When people think of wine cellars and wine storage, they have traditionally pictured a dark underground space styled similar to a European vineyard with heavy wooden shelving housing the multitude of bottles hidden within. After all, the name itself – “wine cellar” – evokes the idea that wine must be kept, at the very least, in someone’s basement. Although there is certainly nothing wrong with this approach to wine storage, today’s wine enthusiasts are eager to take advantage of the many more contemporary wine storage options available.


Wine storage trends have changed dramatically over the last decade from where they once were. With the advancements in temperature control cooling units, it is now possible to safely store your wine above ground in any variety of spaces. From closets and dining areas to hallways and great rooms, today’s architects and designers are making room for the inclusion of wine storage spaces as an integral part of the mainstream luxury living market. Just imagine creating a custom wine display as the central design element in your home, room or condo that beautifully displays the unique wine collection you’ve spent years developing! Not only does it allow you to showcase your wine collection to guests and retrieve desired vintages with ease, it also adds value and interest to your living space by ensuring that your wine collection is being properly cooled and aged to perfection. By breaking with traditional wine storage stereotypes, the potential design options become as endless and individual as the wine collectors themselves.


With new trends, come new innovations, and there is one wine racking system on the market that is certainly creating a buzz! The revolutionary CABLE WINE SYSTEMS® wine racking was developed by a wine cellar design company from Toronto, Canada in order to offer wine lovers a contemporary alternative to the more conventional styles of wood and metal wine racking that were available at that time. The creators of the CABLE WINE SYSTEMS® wine racking system were intent on developing a sleek and modern wine storage system that would complement and enhance any surrounding materials in a way that was both functional and attractive. In addition, the CABLE WINE SYSTEMS® wine racking system successfully managed to merge more traditional perceptions of what constitutes a “wine cellar” with the more minimalist and modern look of many of today’s design trends.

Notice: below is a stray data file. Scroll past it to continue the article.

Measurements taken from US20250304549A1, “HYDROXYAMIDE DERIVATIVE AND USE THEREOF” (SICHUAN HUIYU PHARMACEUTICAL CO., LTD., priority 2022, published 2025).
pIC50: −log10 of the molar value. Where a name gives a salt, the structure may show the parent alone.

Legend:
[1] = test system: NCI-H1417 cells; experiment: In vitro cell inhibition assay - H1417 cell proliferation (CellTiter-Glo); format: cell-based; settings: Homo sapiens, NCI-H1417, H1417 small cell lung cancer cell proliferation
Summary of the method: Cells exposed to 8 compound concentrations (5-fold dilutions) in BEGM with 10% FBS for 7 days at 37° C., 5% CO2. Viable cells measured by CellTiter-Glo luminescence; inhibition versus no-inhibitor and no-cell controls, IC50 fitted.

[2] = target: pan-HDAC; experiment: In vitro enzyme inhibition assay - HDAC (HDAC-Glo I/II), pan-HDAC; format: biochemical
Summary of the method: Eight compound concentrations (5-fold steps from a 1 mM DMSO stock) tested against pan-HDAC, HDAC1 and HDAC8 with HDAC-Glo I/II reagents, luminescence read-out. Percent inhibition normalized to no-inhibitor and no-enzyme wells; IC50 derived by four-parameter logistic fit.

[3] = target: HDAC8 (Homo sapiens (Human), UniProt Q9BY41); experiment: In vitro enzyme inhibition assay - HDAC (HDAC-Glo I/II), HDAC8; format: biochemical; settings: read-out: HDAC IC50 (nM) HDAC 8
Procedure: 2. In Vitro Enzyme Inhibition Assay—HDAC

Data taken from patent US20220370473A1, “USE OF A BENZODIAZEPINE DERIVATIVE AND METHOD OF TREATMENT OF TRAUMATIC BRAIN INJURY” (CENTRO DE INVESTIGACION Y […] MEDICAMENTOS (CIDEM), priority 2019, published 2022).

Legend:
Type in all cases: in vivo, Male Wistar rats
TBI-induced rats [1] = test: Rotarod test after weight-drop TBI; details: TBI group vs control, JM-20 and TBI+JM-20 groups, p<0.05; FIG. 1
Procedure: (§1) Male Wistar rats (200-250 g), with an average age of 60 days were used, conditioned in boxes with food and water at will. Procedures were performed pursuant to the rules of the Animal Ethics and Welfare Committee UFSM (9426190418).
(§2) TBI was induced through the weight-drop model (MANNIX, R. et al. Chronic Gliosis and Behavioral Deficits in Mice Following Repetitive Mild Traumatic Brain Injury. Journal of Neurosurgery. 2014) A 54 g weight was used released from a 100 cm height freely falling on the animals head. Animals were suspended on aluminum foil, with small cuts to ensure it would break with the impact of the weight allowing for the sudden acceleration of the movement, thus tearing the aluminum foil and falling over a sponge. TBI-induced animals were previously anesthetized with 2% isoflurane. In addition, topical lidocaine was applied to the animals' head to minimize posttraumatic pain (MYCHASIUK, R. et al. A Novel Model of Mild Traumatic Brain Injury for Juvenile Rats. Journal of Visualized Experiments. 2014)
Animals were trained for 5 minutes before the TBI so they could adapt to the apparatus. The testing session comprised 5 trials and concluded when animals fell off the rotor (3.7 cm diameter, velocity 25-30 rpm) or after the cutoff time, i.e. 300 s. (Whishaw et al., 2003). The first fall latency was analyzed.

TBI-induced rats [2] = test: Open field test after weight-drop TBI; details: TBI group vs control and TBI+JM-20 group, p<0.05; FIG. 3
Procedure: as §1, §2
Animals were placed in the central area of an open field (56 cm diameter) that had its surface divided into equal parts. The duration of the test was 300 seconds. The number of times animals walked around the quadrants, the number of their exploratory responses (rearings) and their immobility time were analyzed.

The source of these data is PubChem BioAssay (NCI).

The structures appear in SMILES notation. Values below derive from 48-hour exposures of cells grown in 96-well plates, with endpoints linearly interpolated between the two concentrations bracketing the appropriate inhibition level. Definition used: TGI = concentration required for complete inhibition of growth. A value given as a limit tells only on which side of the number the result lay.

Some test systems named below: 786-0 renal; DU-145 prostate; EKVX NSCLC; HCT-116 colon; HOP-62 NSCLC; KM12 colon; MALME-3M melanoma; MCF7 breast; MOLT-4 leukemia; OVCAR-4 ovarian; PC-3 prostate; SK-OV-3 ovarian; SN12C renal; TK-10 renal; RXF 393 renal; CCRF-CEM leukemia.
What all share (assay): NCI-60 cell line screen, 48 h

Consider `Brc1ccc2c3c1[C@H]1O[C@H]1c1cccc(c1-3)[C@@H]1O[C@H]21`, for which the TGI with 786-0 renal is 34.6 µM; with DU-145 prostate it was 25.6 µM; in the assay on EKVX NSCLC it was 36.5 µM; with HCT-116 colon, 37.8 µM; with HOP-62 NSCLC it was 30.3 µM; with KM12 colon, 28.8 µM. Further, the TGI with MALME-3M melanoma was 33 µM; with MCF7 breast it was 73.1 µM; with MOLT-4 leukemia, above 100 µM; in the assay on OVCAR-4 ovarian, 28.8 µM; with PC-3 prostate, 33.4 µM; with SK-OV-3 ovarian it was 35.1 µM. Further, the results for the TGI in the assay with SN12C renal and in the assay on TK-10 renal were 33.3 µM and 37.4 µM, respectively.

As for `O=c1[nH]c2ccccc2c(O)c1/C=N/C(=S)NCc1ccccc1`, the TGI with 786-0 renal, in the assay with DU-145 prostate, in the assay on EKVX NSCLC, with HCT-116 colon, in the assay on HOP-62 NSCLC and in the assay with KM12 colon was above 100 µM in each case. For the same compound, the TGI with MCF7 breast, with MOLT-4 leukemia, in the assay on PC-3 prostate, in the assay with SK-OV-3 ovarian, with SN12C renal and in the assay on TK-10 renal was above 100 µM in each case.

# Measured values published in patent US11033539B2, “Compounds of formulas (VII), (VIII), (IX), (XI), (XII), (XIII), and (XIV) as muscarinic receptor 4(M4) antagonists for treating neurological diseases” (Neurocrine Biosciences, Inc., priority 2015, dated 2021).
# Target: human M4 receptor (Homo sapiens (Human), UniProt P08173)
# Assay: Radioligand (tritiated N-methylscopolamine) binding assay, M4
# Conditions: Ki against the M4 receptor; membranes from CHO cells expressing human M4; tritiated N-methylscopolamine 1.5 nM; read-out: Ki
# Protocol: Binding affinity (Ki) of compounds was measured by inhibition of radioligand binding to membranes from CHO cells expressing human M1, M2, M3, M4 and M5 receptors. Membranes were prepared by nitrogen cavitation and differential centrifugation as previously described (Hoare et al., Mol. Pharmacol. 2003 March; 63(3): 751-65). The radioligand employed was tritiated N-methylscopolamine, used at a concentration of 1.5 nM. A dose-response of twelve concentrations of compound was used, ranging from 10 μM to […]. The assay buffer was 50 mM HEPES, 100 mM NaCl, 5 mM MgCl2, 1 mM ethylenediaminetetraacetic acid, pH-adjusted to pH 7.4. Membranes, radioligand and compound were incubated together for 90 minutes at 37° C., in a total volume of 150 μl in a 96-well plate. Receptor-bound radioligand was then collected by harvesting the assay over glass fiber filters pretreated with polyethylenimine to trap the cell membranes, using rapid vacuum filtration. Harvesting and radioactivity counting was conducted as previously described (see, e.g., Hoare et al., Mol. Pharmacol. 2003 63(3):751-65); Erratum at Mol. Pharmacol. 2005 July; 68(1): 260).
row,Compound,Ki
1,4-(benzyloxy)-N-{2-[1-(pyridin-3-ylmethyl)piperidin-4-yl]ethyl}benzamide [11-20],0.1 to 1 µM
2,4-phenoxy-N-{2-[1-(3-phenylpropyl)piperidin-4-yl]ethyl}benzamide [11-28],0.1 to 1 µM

While there are many contemporary wine racking solutions on the market, the versatility of the Cable Wine System is truly second to none. The Cable Wine System can accommodate both standard and magnum sized bottles with in the same design as well as feature specific vintages. Floating shelves can also be incorporated within the design, providing an eye-catching space to display decanters or champagne bottles. Accent lighting can further enhance the CABLE WINE SYSTEM® due to the fact that light shone from above or below travels freely throughout the system permitting other custom features such as stone or textured walls to be visible and appreciated as well.The minimalist nature of the Cable Wine System allows for excellent label visibility throughout an entire wine display regardless of where particular bottles are situated. By positioning bottle labels for easy viewing (e.g. lower bottle labels facing up, higher bottle labels turned down), specific wine bottles can be quickly located in any row or column of the system without having to disturb or remove any other wine bottles. The openness of the system also ensures that there is continuous air flow throughout the entire wine collection or display, thereby permitting temperatures to remain constant and consistent. Made from high-quality stainless steel and chromed brass connecting clamps, the CABLE WINE SYSTEM® and with the ability to hold any number or size of bottle, the CABLE WINE SYSTEM® meets all the needs of even the boldest wine collectors.


Expertly blending different textures, this wine room incorporates both wood and glass elements with the CABLE WINE SYSTEM® wine racking, creating a finished style that exudes both high-end luxury as well as the warmth of a more traditional space.


The CABLE WINE SYSTEM® wine racking is utilized in this custom refrigerated wine cellar, creating the look and feel of a wine fridge, yet with the sleek sophistication that only cable wine racking can offer.


With the CABLE WINE SYSTEM® wine racking floating just beyond the seamless glass entrance, this condominium wine room beautifully incorporates several wine storage systems together, achieving a texturized aesthetic that is both sophisticated and ultra-modern.


Any questions? Find our contact information online at LesMarchandsWine.com and cablewinesystems.com